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Rights Related to the Treatment of Non-Citizens

March 20, 2006 - Speaking on behalf of a coalition of U.S. non-governmental organizations, The Advocates urged the U.N. Human Rights Committee to hold the U.S. government accountable for violations of the rights of asylum seekers and other non-citizens under the International Covenant on Civil and Political Rights (ICCPR). 

“Ten years of legislative and regulatory changes, combined with removal proceedings that often lack fundamental due process guarantees and the low quality of adjudications by immigration judges, have eroded meaningful access to the due process protections guaranteed under Art. 13 of the ICCPR,” stated Deputy Director Jennifer Prestholdt.   “Indigent asylum applicants and other non-citizens in removal proceedings do not have a right to free legal counsel and many do not have access to legal services provided by charitable organizations.  The US completely fails in its obligation under Article 13 to provide representation in any immigration proceedings.”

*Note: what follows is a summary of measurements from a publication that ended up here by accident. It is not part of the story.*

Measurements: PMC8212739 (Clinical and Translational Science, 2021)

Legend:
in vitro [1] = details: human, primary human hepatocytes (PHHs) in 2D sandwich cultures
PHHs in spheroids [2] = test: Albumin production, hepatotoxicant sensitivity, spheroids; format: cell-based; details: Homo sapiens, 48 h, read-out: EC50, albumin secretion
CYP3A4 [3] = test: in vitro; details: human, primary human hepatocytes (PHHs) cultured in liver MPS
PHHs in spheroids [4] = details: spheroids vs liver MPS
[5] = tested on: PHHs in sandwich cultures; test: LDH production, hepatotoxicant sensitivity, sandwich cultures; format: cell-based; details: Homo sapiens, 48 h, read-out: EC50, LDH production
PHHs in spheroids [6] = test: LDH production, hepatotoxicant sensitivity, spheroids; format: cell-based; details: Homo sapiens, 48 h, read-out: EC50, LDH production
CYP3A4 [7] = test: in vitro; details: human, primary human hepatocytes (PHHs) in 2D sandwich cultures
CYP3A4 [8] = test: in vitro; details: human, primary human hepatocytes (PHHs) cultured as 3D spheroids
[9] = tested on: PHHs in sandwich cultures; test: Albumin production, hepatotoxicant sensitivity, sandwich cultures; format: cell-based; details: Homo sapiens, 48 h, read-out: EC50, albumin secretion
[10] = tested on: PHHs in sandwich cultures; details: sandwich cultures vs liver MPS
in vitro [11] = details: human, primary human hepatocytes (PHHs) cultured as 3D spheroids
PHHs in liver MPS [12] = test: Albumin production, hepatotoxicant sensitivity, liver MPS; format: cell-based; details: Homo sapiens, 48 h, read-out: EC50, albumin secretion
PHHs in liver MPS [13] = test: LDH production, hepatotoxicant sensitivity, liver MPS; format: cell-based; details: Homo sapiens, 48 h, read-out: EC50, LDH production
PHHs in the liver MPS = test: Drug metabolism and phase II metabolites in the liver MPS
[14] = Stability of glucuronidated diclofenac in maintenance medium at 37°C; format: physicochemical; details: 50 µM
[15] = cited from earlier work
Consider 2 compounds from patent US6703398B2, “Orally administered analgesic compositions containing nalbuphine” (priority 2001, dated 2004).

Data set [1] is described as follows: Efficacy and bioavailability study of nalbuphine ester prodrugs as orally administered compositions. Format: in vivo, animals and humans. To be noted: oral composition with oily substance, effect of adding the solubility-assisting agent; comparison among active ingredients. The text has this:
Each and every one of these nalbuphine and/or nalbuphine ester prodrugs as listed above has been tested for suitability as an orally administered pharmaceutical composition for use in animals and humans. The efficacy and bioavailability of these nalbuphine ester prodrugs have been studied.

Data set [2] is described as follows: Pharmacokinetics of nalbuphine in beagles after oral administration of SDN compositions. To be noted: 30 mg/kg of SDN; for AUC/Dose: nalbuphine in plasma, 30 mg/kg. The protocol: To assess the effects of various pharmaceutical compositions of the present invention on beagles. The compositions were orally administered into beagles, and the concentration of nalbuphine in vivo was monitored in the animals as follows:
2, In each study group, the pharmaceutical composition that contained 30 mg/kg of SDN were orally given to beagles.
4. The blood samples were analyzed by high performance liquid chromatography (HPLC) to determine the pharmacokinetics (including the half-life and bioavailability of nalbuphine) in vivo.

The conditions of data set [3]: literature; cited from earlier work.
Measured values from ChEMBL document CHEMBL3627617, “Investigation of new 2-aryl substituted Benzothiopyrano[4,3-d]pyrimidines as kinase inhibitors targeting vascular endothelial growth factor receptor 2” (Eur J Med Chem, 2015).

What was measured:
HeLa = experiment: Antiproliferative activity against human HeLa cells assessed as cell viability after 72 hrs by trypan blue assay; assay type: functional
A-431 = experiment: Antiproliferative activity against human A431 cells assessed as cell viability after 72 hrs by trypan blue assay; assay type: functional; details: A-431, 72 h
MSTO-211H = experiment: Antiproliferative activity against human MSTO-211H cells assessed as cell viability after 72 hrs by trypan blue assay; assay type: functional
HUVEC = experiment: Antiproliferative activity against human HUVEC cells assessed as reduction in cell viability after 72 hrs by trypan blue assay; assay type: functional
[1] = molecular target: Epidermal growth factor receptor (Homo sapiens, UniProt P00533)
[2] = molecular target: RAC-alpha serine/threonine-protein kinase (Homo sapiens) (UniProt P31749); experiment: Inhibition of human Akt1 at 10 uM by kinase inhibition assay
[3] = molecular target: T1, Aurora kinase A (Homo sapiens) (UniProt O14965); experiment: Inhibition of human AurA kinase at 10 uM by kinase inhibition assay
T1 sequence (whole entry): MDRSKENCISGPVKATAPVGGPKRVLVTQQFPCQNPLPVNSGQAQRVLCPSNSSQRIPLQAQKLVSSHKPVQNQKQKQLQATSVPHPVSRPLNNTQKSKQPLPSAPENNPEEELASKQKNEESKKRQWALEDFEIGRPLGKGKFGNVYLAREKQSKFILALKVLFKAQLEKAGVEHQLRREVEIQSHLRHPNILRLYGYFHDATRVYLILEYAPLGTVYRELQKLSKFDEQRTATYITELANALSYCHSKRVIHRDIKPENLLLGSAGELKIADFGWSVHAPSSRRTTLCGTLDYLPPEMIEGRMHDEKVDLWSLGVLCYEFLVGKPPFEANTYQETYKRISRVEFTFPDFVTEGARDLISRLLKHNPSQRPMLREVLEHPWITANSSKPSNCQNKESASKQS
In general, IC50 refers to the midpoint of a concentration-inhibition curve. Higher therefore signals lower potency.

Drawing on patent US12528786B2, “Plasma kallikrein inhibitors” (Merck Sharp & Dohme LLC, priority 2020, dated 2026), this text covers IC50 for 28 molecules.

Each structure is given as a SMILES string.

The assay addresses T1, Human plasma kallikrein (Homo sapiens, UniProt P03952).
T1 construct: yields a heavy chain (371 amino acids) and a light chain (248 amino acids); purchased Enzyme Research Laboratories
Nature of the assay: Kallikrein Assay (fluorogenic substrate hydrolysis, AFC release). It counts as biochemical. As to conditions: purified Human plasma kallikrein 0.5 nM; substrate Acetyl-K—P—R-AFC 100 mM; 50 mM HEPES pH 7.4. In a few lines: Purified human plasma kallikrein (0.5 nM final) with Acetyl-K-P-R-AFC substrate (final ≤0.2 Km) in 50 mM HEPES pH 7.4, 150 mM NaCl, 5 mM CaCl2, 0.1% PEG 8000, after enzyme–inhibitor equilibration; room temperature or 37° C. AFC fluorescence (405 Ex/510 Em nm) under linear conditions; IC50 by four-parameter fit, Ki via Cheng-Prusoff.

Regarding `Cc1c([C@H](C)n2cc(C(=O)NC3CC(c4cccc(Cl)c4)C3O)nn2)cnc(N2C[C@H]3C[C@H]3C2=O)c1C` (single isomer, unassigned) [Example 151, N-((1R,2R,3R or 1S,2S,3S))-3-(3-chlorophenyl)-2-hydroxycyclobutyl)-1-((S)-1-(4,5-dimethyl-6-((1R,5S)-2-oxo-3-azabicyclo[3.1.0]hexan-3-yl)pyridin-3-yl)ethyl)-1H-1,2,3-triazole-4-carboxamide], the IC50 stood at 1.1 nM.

The Human Rights Committee, the treaty-monitoring body charged with reviewing the 154 members states’ compliance with the treaty, is composed of 18 independent experts with recognized competence in the field of human rights.  The U.S. ratified the ICCPR in 1992 and submitted its initial report, but was more than seven years overdue with its second and third periodic reports before submitting them in October of 2005.  The Advocates is part of a coalition of non-governmental organizations that provided information to the Committee members as part of the review process. The Committee conducted the full review of the U.S. report in Geneva in July, 2006.

The full text of The Advocates' statement is available by clicking here. To read the U.S. report to the ICCPR, click here.